A Memory of Light Page 161

Fortuona eyed Egwene. "Many of our sul’dam have come to this war anticipating the chance to capture new damane from among those who serve the Shadow. These Sharans, perhaps. You would have us let them, or your sisters of the Shadow, free? To destroy, murder?"

"To be tried and executed, under the Light".

"Why not let them be put to use? Why waste their lives?"

"What you do is an abomination!" Egwene said, feeling exasperated. "Not even the Black Ajah deserves that".

"Resources should not be discarded so idly".

"Is that so?" Egwene said. "Do you realize that every one of your sul’dam, your precious trainers, is herself a marath’damane?"

Fortuona spun on her. "Do not spread such lies".

"Oh? Shall we test it, Fortuona? You said you trained them yourself. You are a sul’dam, I presume? Put the a’dam on your neck. I dare you. If I am wrong, it will do nothing to you. If I am right, you will be subject to its power, and will prove to be marath'damane".

Fortuona's eyes widened in anger. She had ignored Egwene’s barbs calling her a criminal, but this accusation seemed to dig into her . . . so Egwene made certain to twist the knife a little deeper.

"Yes", Egwene said. "Let us do it and test the real strength of your commitment. If you prove to be able to channel, will you do as you claim others should? Will you stroll up to the collar and snap it around your own neck, Fortuona? Will you obey your own laws?"

"I have obeyed them", Fortuona said coldly. "You are very ignorant. Perhaps it is true, that sul’dam can learn to channel. But this is not the same thing as being a marath'damane—any more than a man who can become a murderer is to be considered one".

"We shall see", Egwene said, "once more of your people realize the lies they’ve been told".

"I will break you myself", Fortuona said softly. "Someday, your people will turn you over to me. You will forget yourself, and your arrogance will lead you to our borders. I will be waiting".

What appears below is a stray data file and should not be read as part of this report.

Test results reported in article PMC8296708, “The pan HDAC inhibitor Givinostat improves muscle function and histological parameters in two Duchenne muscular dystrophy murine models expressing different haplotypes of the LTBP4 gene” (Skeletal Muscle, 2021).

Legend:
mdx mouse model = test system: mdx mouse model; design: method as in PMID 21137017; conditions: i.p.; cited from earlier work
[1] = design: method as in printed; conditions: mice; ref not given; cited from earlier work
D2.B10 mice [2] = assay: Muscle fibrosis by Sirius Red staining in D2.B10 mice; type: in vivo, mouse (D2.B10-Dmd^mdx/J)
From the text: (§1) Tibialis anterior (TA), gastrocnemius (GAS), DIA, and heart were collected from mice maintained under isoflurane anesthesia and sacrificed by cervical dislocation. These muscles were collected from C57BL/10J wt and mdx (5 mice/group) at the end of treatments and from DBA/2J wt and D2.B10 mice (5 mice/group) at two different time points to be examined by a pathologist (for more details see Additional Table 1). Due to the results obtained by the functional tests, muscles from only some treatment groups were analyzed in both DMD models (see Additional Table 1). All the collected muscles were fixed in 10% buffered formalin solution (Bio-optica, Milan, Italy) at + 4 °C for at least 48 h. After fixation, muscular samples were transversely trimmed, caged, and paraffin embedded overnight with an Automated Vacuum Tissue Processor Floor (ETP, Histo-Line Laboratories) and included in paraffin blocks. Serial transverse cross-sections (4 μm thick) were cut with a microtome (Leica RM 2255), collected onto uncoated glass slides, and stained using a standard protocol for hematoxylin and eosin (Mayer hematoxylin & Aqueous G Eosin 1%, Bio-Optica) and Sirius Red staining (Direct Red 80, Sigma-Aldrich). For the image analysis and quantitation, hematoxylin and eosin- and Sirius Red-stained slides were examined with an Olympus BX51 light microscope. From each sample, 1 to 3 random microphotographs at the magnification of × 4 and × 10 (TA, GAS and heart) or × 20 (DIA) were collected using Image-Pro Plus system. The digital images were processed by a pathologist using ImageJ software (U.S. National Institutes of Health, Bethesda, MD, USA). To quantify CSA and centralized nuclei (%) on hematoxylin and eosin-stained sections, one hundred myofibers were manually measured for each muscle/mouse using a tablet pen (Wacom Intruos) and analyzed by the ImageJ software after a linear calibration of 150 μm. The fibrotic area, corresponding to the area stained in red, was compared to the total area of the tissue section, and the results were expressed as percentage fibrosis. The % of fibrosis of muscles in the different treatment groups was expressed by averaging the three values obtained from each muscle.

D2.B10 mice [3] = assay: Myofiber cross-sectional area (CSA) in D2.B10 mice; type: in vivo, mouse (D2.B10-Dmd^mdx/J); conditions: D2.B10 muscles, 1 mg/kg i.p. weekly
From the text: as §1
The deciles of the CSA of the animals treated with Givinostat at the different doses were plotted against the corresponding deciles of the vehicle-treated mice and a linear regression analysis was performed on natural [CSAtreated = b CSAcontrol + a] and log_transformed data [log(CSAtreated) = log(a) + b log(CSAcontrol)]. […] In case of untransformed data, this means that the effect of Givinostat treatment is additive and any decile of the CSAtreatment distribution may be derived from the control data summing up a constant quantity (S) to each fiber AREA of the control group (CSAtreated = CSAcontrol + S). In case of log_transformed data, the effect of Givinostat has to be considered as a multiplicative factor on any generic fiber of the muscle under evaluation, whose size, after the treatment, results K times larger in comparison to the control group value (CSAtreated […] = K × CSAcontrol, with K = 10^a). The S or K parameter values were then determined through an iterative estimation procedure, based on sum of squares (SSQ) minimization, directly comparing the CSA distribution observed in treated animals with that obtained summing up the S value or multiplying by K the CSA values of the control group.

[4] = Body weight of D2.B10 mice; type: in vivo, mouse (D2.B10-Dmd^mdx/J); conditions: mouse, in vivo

"I plan to live centuries", Egwene hissed. "I will watch your empire crumble, Fortuona. I will watch it with joy". She raised a finger to tap the woman on the chest, but Fortuona moved with blurring speed, her hand grabbing Egwene’s by the wrist. For one so small, she certainly was quick.

Egwene embraced the Source by reflex. Damane nearby gasped, and the light of the One Power sprang up around them.

Mat pushed between Egwene and Fortuona and shoved them apart, holding one hand at each woman’s chest. Egwene wove by instinct, intending to remove his hand with a thread of Air. It fell apart, of course.

Blood and ashes, that’s inconvenient! She had forgotten he was there.

"Let’s be civil, ladies", Mat said, eyeing one of them, then the other. "Don’t make me throw the pair of you over my knee".

Egwene glared at him, and Mat met her eyes. He was trying to deflect her anger to him instead of Fortuona.

Egwene looked down at his hand, which was pressed against her chest uncomfortably close to her br**sts. Fortuona was also looking at that hand.

Mat lowered both hands, but took his sweet time at it, as if completely unconcerned. "The people of this world need you two, and they need you levelheaded, you hear me? This is bigger than any of us. When you fight each other, the Dark One wins, and that is that. So stop behaving like children".